Citizenfour (2014)

There are few times where you can actually watch history in the making - not as it is presented to you, but as it is - in the raw. The closest I'd come was seeing Reagan shot of TV or maybe even just seeing that picture of Obama and his staff as Bin Laden was being hunted down. There is a certain power that comes with the feeling of being inside the inner circle when something happens that has a profound effect on the world around us.

This movie is little more than strung together behind the scene clips of Edward Snowden giving his stolen NSA information to Glen Greenwald and several other reporters. As a movie, then, it doesn't really tell much of a story, but it definitely stirs feelings in the audience. Some people think he's a terrorist, some a traitor, some a hero, and everyone seems to have an opinion. In this movie, he's brought to you in the form of some guy who's good with computers. He's been working for secretive agencies for a while, and he has decided to take the law into his own hands to expose what he perceives as the abuse of power by the people who have been trusted with protecting his country. He sees himself as a patriot, but his motivation is only part of the story.

If the goal of this movie was to humanize him, I'd say that it succeeded. Sometimes you hate people, and there are a lot of people who will see him in all of his humanity and hate him. He somehow manages to be the focal point of the movie, but the feeling of being inside this historic event is more overwhelming. The flashes to the TV and the breaking news that Snowden himself was responsible for is interspersed with him putting in hair gel and deciding if an umbrella will make him blend in better. Mind you, he's in Hong Kong, and he's 5'11". That may be normal height in America, but he's going to stick out a bit there.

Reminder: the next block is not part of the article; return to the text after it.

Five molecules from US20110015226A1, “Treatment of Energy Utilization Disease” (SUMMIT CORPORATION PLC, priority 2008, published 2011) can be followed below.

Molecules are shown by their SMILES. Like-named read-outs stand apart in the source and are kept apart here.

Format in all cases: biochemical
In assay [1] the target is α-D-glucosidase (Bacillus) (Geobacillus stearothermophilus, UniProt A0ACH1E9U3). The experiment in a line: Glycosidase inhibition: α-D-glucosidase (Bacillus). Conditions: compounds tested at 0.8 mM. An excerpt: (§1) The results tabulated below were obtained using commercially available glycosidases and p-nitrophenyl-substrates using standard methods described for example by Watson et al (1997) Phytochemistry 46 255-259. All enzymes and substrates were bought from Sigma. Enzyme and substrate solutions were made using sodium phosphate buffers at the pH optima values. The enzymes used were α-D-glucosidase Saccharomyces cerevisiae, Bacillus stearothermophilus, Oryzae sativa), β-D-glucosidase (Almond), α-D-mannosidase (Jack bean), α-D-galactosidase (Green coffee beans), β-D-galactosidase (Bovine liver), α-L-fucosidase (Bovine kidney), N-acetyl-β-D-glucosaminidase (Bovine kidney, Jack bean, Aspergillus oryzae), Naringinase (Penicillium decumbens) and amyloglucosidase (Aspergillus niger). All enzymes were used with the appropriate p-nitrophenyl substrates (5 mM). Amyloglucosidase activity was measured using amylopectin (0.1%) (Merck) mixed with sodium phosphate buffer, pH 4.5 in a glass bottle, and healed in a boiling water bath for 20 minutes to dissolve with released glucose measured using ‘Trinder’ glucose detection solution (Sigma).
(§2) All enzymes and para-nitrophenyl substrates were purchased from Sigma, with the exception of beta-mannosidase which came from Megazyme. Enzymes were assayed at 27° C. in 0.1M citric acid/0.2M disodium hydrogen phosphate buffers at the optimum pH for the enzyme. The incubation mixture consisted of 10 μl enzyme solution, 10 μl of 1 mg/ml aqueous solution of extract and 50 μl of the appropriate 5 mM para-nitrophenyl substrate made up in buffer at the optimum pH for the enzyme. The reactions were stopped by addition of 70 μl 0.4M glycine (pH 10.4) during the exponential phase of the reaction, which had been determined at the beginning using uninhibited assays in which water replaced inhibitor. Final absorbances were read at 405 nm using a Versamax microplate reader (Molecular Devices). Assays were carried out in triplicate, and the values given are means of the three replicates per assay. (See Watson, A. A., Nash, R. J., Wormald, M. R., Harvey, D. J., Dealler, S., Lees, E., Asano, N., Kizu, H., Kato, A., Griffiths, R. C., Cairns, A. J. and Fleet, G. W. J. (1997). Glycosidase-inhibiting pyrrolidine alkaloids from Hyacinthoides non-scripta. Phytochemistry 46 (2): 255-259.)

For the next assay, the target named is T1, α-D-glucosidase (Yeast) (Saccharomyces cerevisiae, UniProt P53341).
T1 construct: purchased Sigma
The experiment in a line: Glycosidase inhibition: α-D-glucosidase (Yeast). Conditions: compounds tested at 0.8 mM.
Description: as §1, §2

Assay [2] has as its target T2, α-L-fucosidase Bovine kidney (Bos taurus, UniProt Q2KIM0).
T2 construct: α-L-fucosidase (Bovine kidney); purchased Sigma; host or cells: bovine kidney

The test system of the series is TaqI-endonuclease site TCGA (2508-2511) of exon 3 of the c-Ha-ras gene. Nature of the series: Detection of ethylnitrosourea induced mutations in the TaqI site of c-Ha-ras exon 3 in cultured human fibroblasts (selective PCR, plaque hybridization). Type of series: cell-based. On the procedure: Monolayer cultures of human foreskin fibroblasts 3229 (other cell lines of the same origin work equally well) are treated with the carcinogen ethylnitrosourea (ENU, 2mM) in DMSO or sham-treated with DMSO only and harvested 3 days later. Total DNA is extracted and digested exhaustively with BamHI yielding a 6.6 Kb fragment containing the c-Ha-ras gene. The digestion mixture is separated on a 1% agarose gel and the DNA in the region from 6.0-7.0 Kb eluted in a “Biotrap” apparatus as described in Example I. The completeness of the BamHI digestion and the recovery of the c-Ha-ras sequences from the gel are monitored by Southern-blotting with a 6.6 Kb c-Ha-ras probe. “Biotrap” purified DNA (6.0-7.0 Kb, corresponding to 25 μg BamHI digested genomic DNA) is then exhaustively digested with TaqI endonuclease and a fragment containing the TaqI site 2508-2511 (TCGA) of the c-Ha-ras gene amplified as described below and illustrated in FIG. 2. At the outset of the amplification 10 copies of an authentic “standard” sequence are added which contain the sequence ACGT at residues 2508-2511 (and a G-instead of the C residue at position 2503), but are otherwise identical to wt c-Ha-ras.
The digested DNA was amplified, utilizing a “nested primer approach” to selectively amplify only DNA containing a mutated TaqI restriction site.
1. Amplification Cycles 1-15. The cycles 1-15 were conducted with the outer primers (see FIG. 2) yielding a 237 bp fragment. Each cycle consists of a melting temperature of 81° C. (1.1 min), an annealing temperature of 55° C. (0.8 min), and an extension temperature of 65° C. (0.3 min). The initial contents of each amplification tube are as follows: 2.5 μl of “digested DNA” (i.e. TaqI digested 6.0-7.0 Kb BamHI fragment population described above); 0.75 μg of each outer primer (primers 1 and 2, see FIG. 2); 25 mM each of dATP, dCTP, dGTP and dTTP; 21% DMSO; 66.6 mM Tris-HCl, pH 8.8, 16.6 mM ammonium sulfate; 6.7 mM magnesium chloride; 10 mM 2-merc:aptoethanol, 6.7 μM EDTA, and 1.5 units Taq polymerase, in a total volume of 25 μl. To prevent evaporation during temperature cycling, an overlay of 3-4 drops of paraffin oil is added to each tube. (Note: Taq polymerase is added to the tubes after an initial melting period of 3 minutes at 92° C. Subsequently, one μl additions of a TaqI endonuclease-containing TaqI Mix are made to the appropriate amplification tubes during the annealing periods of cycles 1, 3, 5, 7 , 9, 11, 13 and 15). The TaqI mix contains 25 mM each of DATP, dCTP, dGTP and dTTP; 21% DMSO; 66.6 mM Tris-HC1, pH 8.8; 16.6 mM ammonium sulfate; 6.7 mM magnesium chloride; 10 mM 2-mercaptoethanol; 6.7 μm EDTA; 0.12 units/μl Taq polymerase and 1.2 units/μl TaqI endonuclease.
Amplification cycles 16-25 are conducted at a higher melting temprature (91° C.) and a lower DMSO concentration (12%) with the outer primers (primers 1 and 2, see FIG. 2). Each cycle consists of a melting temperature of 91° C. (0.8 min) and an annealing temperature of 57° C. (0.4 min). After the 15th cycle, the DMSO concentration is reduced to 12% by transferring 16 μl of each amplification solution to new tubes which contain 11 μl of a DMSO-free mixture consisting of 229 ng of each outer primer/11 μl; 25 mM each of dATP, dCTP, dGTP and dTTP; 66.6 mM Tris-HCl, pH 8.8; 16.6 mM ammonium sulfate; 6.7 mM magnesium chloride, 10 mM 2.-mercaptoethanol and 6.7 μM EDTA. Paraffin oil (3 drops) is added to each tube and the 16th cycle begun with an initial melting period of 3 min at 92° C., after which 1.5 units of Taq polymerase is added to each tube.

His well-founded paranoia intrudes on several occasions, and it puts a point on the kind of details that he has had to deal with in order to get this far. His deriding remarks about an SD card that has been left accidentally in a laptop and his comments on the remote activation of IP phones shows not just that he feels like someone is out to get him, but that he has experience with the technology involved in actually getting someone like this.

All told, this is a fascinating look through the window of history as it is being made. It's cut down for time and content, but they concentrated well enough to leave in interesting bits and even the important moments between big revelations. It's got to be hard to pace a documentary like this, and I'd have to say that they did it well. Is he a hero? A villain? He's just some nerd, and he changed the world for better or for worse.

Direction was good
Story was compelling
Camerawork was mostly good
Editing was very good

Bottom Line: It's a tale told by reporters, full of a little sound and not much fury, signifying everything.



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